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The Kitchen Cabinet

Trio of Stainless Steel Woks Starts a New Tradition in Home Cooking

May 05, 1988|MINNIE BERNARDINO | Times Staff Writer

Meet the new "chop suey bowls." The modern woks are clean looking, shiny, long-lasting and some like them that way. They are crafted from stainless steel, joining the hot line of carbon steel and lightweight aluminum woks. However, the new generation is "mixed breed" stainless steel. Made of high-grade stainless, some woks are interspersed with carbon steel and others with aluminum, to achieve the high heat conductivity and recovery of these metals.

The traditional Chinese cook could easily abhor a wok made solely of stainless steel because of poor, uneven heating, scorching and sticking. His true friend is a well-seasoned carbon steel pan that conducts heat beautifully as it ages and blackens. Cookware manufacturers have found that the average home chef, however, dislikes cleaning a carbon steel wok that rusts when not seasoned well or when hardly used. They also found that people favor stainless steel because it doesn't cause any chemical reaction with any food and is impervious to oxidation.

Tailored for those concerned about aluminum reaction and getting all the other benefits of stainless are these recently introduced woks.

An All-Time Favorite

When it comes to the perfect size for family cooking, versatility and quick, even cooking the black carbon steel Peking Pan from Joyce Chen Products in Waltham, Me., has always been my favorite. The new version is the Tri-Ply Stainless Steel Peking Pan ($70), which has taken on a very attractive look with its mirror-polished high gloss surface. The 12-inch pan has retained the same popular depth and width of the original. It has the same flat-bottom surface that was designed not just for safe usage on gas, electric or induction ranges, but also to assure fast, uniform heating.

The tri-ply metal construction sandwiches a layer of carbon steel between two layers of 18/10 stainless steel. The carbon steel eliminates hot spots as well as intensifies the heat from the bottom surface to the side walls. The Joyce Chen pan offers an ideal weight, is well balanced and the stay-cool Bakelite plastic handle that is fully riveted to the pan is comfortable to hold.

Attractive enough to serve at the table with its highly polished dome lid is the Chef's Pan ($135) from All-Clad Metalcrafters, Inc., in Canonsburg, Pa. The flat-bottomed wok is the latest addition to the Professional All-Clad LTD Cookware, recognized for its durability and performance. Although constructed from high grade metal, the 18/10 stainless steel cooking layer is very thin to minimize its poor heat conductivity as well as to prevent sticking. Consequently it brings out the quick heating benefits of pure aluminum which is layered at the inner core. The shiny smooth gray exterior is made of hard-coat tri-anodized heavy aluminum that's resistant to abrasion and warping.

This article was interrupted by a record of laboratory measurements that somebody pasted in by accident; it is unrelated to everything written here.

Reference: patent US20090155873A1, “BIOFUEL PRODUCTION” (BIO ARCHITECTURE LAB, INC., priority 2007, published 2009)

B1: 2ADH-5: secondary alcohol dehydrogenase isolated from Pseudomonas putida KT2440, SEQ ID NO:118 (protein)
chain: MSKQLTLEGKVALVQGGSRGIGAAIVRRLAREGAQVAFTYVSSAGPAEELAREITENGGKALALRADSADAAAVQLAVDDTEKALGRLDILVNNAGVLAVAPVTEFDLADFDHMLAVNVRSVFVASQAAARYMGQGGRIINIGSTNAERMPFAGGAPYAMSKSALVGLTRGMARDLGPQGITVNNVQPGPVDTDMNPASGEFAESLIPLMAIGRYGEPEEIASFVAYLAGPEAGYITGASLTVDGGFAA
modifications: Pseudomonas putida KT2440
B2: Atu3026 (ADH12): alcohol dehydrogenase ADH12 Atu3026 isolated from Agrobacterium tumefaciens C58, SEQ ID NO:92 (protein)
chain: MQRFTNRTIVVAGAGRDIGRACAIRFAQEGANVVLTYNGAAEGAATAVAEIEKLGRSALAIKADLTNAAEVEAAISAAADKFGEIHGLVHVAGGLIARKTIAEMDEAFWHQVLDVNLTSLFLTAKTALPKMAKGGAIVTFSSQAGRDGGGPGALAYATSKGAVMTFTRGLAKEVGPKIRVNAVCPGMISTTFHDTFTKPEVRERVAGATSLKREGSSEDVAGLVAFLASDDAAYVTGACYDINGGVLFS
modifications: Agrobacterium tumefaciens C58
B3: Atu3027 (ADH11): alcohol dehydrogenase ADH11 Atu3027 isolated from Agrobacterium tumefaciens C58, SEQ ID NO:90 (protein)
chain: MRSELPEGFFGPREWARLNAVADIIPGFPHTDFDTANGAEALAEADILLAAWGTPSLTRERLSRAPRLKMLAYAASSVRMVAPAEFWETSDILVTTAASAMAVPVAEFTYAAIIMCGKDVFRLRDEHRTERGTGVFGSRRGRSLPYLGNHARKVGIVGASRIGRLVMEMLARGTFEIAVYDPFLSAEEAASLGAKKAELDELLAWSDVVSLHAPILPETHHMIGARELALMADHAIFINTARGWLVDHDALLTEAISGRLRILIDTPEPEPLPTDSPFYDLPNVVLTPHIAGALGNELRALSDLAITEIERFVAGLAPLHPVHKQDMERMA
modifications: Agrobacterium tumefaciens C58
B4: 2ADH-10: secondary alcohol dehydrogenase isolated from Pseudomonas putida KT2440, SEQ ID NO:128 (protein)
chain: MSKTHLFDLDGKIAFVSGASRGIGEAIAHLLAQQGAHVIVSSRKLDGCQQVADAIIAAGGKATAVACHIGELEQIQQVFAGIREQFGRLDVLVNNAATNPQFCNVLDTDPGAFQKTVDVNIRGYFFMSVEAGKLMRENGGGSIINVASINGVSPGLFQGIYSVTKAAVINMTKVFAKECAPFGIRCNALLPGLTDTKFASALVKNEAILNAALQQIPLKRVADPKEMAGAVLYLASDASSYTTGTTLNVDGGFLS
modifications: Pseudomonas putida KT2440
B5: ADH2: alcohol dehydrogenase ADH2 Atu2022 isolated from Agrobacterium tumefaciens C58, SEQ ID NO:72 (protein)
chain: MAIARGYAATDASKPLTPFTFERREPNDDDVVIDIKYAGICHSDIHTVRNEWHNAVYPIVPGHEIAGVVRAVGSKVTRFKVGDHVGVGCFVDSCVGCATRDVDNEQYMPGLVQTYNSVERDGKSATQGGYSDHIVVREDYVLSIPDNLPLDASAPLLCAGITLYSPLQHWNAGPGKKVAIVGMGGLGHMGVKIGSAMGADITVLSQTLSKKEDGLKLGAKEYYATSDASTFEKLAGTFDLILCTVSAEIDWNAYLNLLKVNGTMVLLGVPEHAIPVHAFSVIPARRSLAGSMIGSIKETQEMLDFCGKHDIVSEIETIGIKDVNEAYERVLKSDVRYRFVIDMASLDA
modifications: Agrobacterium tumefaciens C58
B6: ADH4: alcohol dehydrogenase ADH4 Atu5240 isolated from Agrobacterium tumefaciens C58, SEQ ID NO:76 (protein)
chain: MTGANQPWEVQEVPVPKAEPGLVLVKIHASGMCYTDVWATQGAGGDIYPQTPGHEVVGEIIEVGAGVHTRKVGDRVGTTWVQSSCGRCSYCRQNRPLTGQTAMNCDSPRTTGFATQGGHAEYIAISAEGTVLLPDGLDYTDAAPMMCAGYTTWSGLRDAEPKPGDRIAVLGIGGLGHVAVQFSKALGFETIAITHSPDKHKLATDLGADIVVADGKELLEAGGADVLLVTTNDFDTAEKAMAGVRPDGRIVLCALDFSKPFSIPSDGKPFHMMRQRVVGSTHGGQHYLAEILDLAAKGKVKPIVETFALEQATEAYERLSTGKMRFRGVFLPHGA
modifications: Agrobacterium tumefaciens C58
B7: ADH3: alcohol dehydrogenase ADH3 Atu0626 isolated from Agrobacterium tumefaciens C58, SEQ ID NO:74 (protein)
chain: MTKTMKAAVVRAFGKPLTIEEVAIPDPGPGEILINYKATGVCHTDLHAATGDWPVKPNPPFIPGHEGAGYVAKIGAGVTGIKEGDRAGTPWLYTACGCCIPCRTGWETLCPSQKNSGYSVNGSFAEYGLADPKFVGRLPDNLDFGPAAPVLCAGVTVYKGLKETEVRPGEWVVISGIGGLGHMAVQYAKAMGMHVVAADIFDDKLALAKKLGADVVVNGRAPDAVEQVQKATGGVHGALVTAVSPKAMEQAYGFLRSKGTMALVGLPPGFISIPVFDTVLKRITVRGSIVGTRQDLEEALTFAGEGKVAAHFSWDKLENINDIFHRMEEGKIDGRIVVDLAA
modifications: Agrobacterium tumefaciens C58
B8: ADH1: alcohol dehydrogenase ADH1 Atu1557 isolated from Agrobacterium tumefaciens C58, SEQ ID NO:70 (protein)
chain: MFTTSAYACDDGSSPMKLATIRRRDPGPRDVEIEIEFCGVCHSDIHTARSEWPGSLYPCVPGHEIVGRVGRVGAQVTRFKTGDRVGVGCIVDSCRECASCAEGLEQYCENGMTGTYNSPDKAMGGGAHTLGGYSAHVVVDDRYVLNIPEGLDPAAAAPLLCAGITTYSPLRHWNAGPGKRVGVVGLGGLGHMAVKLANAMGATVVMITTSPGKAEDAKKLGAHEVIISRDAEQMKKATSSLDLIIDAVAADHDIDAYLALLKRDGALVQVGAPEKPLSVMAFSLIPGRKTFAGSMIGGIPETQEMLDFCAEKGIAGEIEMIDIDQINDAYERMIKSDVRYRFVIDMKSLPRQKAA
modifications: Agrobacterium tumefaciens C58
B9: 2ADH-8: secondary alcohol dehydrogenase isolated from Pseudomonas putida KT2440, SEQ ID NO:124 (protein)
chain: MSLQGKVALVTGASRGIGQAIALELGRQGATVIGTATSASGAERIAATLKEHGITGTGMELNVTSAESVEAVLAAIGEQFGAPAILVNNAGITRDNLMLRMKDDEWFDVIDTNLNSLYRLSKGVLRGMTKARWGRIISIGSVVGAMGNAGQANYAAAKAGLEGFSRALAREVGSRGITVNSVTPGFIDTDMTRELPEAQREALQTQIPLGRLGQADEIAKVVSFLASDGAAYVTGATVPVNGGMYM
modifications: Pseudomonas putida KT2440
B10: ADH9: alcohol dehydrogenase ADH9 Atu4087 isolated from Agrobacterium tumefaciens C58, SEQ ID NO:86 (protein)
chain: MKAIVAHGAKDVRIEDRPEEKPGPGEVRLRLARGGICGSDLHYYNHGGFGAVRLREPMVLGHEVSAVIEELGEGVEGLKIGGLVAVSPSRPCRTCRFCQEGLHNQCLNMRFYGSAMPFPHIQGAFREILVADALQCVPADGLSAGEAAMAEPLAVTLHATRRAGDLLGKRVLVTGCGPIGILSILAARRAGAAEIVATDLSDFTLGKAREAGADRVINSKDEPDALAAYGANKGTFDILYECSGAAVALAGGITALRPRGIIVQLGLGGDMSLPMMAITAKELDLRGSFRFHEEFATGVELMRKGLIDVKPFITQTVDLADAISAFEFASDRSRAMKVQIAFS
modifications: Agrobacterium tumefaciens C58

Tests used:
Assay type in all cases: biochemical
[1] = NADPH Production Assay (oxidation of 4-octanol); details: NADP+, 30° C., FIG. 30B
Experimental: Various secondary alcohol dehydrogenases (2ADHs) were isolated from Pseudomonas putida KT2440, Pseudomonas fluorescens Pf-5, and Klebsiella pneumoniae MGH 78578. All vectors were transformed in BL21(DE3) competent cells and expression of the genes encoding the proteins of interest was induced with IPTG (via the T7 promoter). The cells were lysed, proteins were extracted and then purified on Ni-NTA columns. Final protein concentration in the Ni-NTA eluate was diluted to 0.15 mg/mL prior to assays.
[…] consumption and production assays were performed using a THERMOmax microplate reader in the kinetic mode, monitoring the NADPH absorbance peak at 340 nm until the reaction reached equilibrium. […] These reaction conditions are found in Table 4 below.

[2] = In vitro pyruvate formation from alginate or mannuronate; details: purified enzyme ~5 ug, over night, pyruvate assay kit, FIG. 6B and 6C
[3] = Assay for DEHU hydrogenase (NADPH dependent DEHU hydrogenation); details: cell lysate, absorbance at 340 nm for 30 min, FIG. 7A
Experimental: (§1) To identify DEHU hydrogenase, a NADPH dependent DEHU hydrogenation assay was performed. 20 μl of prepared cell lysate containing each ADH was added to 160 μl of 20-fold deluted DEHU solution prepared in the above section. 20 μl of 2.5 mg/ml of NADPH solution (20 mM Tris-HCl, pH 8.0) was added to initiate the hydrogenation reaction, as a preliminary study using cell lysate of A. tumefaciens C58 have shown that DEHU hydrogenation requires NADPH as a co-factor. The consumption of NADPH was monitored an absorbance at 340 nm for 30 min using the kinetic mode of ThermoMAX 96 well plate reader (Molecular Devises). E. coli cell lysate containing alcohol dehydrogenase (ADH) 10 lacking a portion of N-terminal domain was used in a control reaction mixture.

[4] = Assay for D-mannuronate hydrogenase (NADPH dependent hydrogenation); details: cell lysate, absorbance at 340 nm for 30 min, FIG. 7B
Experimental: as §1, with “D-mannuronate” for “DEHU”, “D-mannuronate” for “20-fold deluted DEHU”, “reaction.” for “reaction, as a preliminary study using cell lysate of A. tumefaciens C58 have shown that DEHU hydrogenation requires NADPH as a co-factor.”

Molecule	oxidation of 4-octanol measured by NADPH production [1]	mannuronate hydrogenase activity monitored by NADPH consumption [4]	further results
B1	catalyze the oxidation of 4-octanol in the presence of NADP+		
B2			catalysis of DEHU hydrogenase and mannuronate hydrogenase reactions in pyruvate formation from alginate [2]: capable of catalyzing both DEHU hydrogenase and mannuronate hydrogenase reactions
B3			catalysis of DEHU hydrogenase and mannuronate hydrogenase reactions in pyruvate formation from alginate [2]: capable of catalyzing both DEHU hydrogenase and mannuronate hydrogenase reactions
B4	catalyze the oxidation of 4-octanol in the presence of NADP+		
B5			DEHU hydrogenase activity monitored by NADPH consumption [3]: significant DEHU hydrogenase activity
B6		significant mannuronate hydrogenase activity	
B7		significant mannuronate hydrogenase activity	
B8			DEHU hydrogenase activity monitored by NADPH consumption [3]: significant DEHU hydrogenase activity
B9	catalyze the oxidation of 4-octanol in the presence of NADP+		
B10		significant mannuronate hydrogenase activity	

Stay-Cool Handles

Made of stainless steel, the stay-cool handles consist of a long tapered one and a short one opposite the other. Although the handle is designed with a groove for thumb leverage, it can sometimes be inconvenient to maneuver the wok about, heavy enough as it is. However, it's easy to like the Chef's Pan for its size capacity, sturdiness, even heating and convenience in cleaning.

The success of Atlas in its Mini-Wok that's made of carbon steel and its large Tri-Metal Stainless Steel Wok has made them produce a Tri-Metal Stainless Steel Mini Wok ($30). The evolution is a small wok that features external layers of durable steel bonded with an inner core of carbon steel for quick, uniform heat. The long-lasting sidewood handle has a good grip and is cool to the touch. The mini-wok is a good size for cooking for one or two and takes up little space. It's even great for deep-frying small quantities of tempura or French fries.

Caring for the multilayer stainless steel wok is a cinch. If sticking occurs, it may be soaked in warm soapy water. For stubborn stains, add cold water to fine cleansing powder to form a paste, then after immersing the wok in warm water, apply the paste in a circular motion with a soft cloth. To prevent glued-on grease streaks on the exterior, avoid getting oil drips or splashes on the outside while frying and do not heat it on a greasy stove element. The streaks may be removed by soaking for a couple of hours in hot water mixed with dishwasher detergent.

To avoid sticking when stir-frying, simply spray the stainless steel interior with a non-stick spray. The saving grace is that these woks do not have to be preseasoned.

The Joyce Chen Tri-Ply Stainless Steel Peking Pan will be available at Bullock's. (Chen will be doing cooking demonstrations at Bullock's South Coast Plaza, Wednesday from 1 to 3 p.m.; Santa Ana, next Thursday from 1 to 3 p.m.; Pasadena, May 13 from noon to 2 p.m.; Sherman Oaks, May 13 from 4 to 6 p.m.; Westwood, May 14 from noon to 2 p.m.; and Beverly Center, May 14 from 4 to 6 p.m. )

The Atlas Mini Tri-Metal Stainless Steel Wok is available at Cindy's Kitchen, Glendale, and Kitchen World, Santa Monica.

The All Clad Chef's Pan is currently available exclusively at Williams-Sonoma, and will be available at other department stores at later dates.

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